Poetry: “When Are We to Meet, Vincent?” and other poems by Maryam A. Wajdi

Note: Houses are homes to memories, they are milestones. The second we lost our grandfather and could no longer visit his house; our childhood had ended; we lost the very essence of our youth. Right now, we only have the memories. I will always miss our time together as children in the house we grew up in.

Trails of Little Ghosts’ Feet
For Maryam Saeed
Do you remember how dearly
we held that place?
Each and every inch held
a certain significance;
a memory, which we had
built, if not with our little hands
and little feet then with
our little minds.
We had built a castle of
joyous play.
We must’ve hidden
in almost every secluded space
and only we were able to devise
a nation under beds
and a kingdom
in wooden cupboards.
We would run across
a concrete land
chasing after a brown
feathered hen.
You and I,
surrounded by a partial desert,
standing palm trees disbursed
and horrid, binding weeds.  
The hen would then stop,
it would face us and   
with a devilish glance
run after us.
We would be screaming,
as the beast was out to
harm us and I was pricked
by its pointed beak
then yelped at the agony
of the piercing wound it inflicted.
Early mornings,
we would rise and creep
outside as everyone
was fast asleep.
It was hard to slumber,
when there was so much
world to see
and the sun would be
smiling bright,
the rooster strutting in
the yard and hens laying
their eggs.
The day was meant to start.
We would sneak out
into the streets,
taking strolls between each 
and every block,
the breeze would blow subtle
yet there would be
a loud and hopeful promise
for an even brighter tomorrow.
In times when our fears
would be greater than our dreams;
Lying on the bed beside grandma’s,
she would recite a little prayer,
to protect us from all
the dangers of the world.    
All the pieces of furniture,
the colored flooring,
the internal balcony…
and the hidden quarter where
the maids, who knew
more of our missions and mischief
We’d run across the quarter
 then find our feet black and dirty.
We would hide and play
all around that house,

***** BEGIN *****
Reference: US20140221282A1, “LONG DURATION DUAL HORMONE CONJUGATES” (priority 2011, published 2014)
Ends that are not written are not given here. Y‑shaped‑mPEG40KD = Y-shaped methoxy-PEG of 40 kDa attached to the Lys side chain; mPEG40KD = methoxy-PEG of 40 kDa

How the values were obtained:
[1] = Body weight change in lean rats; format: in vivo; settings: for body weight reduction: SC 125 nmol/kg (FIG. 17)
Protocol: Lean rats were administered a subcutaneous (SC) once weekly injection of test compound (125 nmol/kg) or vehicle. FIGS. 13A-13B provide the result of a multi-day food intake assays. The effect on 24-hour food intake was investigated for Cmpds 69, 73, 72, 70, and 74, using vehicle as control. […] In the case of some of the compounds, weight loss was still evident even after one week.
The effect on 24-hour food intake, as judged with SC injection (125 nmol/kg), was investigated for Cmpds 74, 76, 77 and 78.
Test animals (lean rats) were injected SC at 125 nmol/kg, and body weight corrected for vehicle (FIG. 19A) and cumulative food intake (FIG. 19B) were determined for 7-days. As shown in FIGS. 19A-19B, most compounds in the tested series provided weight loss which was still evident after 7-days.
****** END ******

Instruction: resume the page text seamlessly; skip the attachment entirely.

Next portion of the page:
rather marking our presence,
than taking it
all in.
The last time
I had been to that place
it was to visit our grandfather,
who was very sick.
Within a few months,
he passed away.
Who would have thought
that someday
you and I would be looking
Hoping the spirits
of our childhood still
lingers there. 

When Are We to Meet, Vincent?

“The sight of the stars always makes me dream in as simple a way as the black spots on the map, representing towns and villages, make me dream.

Why, I say to myself, should the spots of light in the firmament be less accessible to us than the black spots on the map of France.”Vincent Van Gogh to his brother, Theo Van Gogh 

I spend nights awake
‘Til the breath of dawn’s
My favorite shade of night
Slowly vanishing from
The painted smooth
Paper-like canvas.
It is then, my ‘self’ draws
Away from living and rests
Into the notion of peace,
Into perhaps nothing.
Years ago,
In the evenings where
I felt most alone,
My heart had found
A wonder of little specks-
Of little friends.
So, every
Hours-after sunset
I would sit beneath
A deep, dark sapphire
And little gems pinned
Onto the heavens,
Some close,
Some scattered.
I would gaze at the sky
And count the many of them,
And smile at the beaming ones
Watching over.  
The world would finally
Sit still, quiet
And I would hear myself:
A throbbing sound from inside,
A gentle breeze and
Its whisper from tender,
Parted flesh;
A silent cry
That only the heavens
And people in the sky
Could hear.
How I wish I could caress
The little shimmering stars,
The friends I could not have

Maryam A. Wajdi is a young Emirati poet and writer, with a bachelor’s degree in business management and a minor in English literature from the American University in Dubai. She specializes in poetry; her work “My Dear” and “Kiss” were previously published in Cinnamon Press’ poetry magazine, Envoi. Her poems are scattered pieces of herself; stories stemmed from other stories. Having played the violin from the age of 7, Wajdi is an admirer of all forms of art. She aspires to create imaginary realms that touch readers and inspire them to connect with their own deeply rooted, complex emotions.

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